FM Arts | Prairie Public Broadcasting

FM Arts

  • Hosted by Bill Thomas

FM Arts is a special radio series of profiles, performances, and discussions with artists in the Fargo-Moorhead area. This series is funded by The Arts Partnership, with support from the Cities of Fargo, Moorhead and West Fargo.

Roberts Street Studio - Studio Crawl

Oct 4, 2019
Roberts Street Studio

The weekend of October 5th and 6th, 2019 is the Fargo Moorhead Visual Artists Studio Crawl, and one of the studios you can visit is the Roberts Street Studio.  It is unusual (though not unique) in the Crawl in having multiple artists (6) practicing different types of art.  James Wolberg talks about what you can expect to see and what is like working in a group arts environment.

Steve Revland Studio Crawl Preview

Oct 3, 2019
Steve Revland

The Fargo-Moorhead Visual Artists Studio Crawl is October 5th qand 6th, 2019.  Steve Revland has made furniture that is also art for his entire adult life, and has 35 new pieces he has been working on for this event.  In this interview he talks about the nature of his pieces and working as an artist.

Emily Vieweg's Bipolar Poem

Jul 15, 2019
Starling Artistry

Emily Vieweg is a Fargo poet with a growing reputation  One particular poem she is reputed for is "Bipolar Is..."  Here, she discusses with Bill Thomas making a "Poem Video" about it, and how the poem has attached to her -- and that she is OK with that.  The piece concludes with an energetic, live-audience reading of the poem. 

Doug Hamilton visits with the assistant director and three of the cast.

Emily Vieweg's Book is Coming + A Proto-Sonnet

Jul 11, 2019
Adrianne Mathiowetz Photograph

Bill Thomas asks Emily Vieweg (Fargo poet) what is coming up for her. She talks about working on a complete book of her poems so far (and how a grant has helped), and also about her project to convert 30 poems into sonnets.  Then we hear her read one of the poems that is not yet a sonnet. 

Fargo Moorhead Area Youth Symphony -- Tiana Grise

Jul 3, 2019

Tiana Grise was in the youth symphony when she grew up in Missoula, Montana.  Now she is in charge of the Fargo-Moorhead youth symphonies -- plural.  It has grown into multiple groups.  She talks about that growth, the value for students in participating, and what it takes to be a student musician.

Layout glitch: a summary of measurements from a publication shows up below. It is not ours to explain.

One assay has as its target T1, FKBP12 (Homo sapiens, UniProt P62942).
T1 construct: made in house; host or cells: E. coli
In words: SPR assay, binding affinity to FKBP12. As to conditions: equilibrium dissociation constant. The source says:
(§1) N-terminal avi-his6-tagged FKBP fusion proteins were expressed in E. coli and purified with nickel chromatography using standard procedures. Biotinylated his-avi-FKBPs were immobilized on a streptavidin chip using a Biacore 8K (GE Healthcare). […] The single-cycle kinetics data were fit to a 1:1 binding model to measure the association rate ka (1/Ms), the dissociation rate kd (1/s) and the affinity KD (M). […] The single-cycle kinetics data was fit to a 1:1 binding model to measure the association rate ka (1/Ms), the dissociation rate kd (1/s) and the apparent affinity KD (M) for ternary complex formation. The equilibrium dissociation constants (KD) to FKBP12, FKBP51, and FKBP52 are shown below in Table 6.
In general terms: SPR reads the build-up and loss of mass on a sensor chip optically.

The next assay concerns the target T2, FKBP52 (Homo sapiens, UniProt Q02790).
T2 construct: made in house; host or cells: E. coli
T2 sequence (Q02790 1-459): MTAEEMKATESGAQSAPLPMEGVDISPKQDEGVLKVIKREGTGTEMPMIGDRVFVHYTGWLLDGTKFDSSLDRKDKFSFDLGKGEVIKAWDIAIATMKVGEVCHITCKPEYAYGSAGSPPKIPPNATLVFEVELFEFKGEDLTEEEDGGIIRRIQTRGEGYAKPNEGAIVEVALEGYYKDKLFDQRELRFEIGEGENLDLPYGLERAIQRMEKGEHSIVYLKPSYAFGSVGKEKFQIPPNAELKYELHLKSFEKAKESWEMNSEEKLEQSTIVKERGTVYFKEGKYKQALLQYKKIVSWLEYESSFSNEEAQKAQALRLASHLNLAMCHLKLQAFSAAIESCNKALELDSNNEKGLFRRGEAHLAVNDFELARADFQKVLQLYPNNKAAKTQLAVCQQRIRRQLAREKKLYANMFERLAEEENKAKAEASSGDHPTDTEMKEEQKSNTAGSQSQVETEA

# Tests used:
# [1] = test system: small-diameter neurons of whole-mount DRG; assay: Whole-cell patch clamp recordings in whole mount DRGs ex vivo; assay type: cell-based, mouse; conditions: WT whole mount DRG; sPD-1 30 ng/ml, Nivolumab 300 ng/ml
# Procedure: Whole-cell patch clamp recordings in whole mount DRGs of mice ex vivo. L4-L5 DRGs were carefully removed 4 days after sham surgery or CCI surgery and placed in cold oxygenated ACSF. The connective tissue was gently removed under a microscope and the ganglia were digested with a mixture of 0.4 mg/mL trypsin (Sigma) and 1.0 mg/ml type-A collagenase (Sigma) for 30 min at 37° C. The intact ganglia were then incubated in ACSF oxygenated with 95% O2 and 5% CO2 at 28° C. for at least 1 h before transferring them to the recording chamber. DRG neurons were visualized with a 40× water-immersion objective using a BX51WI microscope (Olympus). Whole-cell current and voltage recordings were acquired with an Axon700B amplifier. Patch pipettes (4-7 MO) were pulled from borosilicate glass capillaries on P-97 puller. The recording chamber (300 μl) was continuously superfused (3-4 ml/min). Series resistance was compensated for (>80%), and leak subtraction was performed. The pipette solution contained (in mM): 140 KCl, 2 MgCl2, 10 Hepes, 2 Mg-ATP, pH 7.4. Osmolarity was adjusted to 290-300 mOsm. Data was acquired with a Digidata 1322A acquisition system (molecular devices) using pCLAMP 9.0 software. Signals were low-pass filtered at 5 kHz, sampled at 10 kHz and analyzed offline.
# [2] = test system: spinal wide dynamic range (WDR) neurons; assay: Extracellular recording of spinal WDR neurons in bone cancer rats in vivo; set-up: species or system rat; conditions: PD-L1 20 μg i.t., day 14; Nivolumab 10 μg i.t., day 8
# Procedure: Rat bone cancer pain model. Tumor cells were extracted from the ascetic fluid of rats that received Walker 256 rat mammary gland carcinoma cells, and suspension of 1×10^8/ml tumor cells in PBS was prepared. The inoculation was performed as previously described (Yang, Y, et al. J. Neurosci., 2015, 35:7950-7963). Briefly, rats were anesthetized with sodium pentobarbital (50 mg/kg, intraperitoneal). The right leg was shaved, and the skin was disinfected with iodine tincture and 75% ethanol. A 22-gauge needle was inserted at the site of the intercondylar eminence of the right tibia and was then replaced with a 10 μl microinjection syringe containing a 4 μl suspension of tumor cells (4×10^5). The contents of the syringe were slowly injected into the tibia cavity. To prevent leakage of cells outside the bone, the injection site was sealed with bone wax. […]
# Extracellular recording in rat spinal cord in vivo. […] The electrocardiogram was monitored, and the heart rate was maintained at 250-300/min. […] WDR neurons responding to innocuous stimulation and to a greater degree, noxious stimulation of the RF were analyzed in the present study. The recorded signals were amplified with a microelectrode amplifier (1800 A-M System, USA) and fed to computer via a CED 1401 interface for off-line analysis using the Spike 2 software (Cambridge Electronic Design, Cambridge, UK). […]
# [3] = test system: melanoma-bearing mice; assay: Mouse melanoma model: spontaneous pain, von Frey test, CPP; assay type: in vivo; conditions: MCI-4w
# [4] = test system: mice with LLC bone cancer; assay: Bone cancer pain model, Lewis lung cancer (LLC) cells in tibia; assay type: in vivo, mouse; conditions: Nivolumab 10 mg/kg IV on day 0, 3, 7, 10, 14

This is a talk given by Dr. René Clausen previewing his work, with flutist Deb Harris playing a Native American flute, and saxophonist Russell Peterson, performing examples from the work.  It is part of the Fargo-Moorhead Symphony Orchestra's "Urban Overture" series, aimed at young adults.

The Fargo-Moorhead Symphony said about this piece:

A Lone Flute in a Big Room: Tiana Grise

Jun 27, 2019

Tiana Grise has been playing the flute for "a million years." She teaches at Minnesota State University-Moorhead, and is Executive Director of the Fargo-Moorhead Area Youth Symphonies. She was playing in a big, resonant room and loved the sound. So she came to the idea of an immersive, continuous performance in such a space. With the help of a grant from The Arts Partnership, she has commissioned a piece to be written for it -- and acquired technology to make it work.  


Emily Vieweg, a poet living in Fargo, got a commission from the Fargo-Moorhead Community Theatre to write a poem responding to their production of "The Laramie Project." That play is a work of documentary theatre about the murder of Matthew Shepard. She speaks with Bill Thomas about the process, and then we hear her reading of the poem.

This piece is funded in part by The Arts Partnership, with support from the Cities of fargo, Moorhead and West Fargo.

Waasamoo-Beshizi, Cecilia Fire Thunder

Jun 22, 2019
Bill Thomas

Cecilia Fire Thunder gave this talk at the Plains Art Museum because four of the (very meaningful) dolls she makes are part of the Waasamoo-Beshizi exhibition. Cecilia says making the dolls is part of healing for her, and she talks about her life, accomplishments, and the things she needed to heal from. Relocated from Pine Ridge to Los Angeles as a child with her family, as part of an assimilation effort, she began as a nurse and went on to an interesting, activist career in health care. She returned to Pine Ridge as an adult and ended up doing a controversial turn as Tribal Chair.